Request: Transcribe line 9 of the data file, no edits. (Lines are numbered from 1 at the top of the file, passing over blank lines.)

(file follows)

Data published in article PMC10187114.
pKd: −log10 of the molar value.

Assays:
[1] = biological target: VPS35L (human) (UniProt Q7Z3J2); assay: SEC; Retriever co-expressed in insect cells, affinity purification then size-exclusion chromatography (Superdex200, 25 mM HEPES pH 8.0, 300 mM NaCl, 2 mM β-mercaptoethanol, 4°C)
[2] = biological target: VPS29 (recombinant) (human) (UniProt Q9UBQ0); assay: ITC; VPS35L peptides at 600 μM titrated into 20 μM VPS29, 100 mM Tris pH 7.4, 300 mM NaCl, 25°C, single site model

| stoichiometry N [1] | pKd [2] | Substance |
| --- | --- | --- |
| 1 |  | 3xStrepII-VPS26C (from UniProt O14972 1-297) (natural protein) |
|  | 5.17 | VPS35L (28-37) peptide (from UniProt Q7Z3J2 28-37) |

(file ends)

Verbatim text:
|  | 5.17 | VPS35L (28-37) peptide (from UniProt Q7Z3J2 28-37) |